page 021 - Long Walk Original Manuscript [LWOM_021.jpg]

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NMPP-PC-NMPP-PC-2012/14-chapter 1-021


Long Walk Original Manuscript [LWOM_021.jpg]


  • 1976 - (Creation)

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1 page

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(18 July 1918-5 December 2013)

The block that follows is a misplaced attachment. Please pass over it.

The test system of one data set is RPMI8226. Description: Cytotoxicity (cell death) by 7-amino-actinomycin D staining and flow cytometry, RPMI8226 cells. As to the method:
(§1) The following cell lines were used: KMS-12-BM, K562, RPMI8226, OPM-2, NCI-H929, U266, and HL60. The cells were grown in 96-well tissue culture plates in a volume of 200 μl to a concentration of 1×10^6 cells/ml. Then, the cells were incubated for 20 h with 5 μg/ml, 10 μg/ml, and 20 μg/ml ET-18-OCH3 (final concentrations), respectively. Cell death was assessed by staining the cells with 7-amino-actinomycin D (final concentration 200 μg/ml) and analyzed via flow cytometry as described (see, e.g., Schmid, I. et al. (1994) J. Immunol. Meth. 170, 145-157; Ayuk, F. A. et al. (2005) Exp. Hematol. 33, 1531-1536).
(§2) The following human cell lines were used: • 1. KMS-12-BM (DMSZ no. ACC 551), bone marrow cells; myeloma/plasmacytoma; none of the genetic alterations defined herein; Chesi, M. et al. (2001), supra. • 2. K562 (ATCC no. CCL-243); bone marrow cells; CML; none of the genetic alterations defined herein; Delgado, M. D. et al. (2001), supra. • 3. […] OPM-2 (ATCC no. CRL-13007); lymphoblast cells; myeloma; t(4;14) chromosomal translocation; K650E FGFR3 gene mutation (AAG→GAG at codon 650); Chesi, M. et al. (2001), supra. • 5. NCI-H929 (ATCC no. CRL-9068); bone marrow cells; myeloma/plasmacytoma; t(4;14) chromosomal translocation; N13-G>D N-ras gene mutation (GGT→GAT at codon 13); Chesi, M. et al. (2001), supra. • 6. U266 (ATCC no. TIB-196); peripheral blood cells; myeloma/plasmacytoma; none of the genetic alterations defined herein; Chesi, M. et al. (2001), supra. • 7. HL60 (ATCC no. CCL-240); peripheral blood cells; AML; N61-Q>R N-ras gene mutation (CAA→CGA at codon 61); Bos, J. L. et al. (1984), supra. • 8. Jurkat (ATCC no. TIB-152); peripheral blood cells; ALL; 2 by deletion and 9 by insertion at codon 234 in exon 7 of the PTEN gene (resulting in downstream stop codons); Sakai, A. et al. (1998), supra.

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admitted into the councils of the community and be able to influence policy and decisions. Among the Xhosas circumcision is the only gateway to full age and full rights of citizenship. The name Dalibhunga (founder of the Bunga) was given to me at this stage. It is more acceptable to the traditionalists than either of my two other names and they may be used freely by my contemporaries, elders and juniors. Towards the end of March we were discharged. The huts were burnt down and we washed away the white ochre in the waters of Mbashe amidst ceremonial festivities to welcome us formally to our new status. Speeches were made and presents given, a heifer here, a horse there, a goat or saddle. We all felt fresh and high, looked serious and even tried to walk differently. After all we were a new generation ready to lead Thembuland to a new era of greatness and prosperity. But the son of Dalindyebo, chief Meliqgili, dashed all our illusions and brought us back to South Africa, with earthy remarks that have been ringing through my ears for more than forty years. This is the jist of what he said then: There sit our sons, all looking young, healthy and handsome. We have circumcised them but none will ever become a man because we are a conquered people and slaves in our own country. For the rest of their lives they will cough their lungs out deep down in the bowels of the earth, because we have no land to give them where they could prosper and multiply as whites do. Among them are chiefs who will never rule because we have no power to govern; soldiers who will never feel the thrill of fighting for their own country because we have no weapons. But Qamata (God) never sleeps and will never let us down. But if, contrary to our expectations, he is dozing, then the sooner I die and meet him the better. I shall then shake him out of his sleep and tell him that the children of Ngubengcuka are dying. My immediate reaction to the chief's remark was one of utter disappointment. He seemed to be cursing

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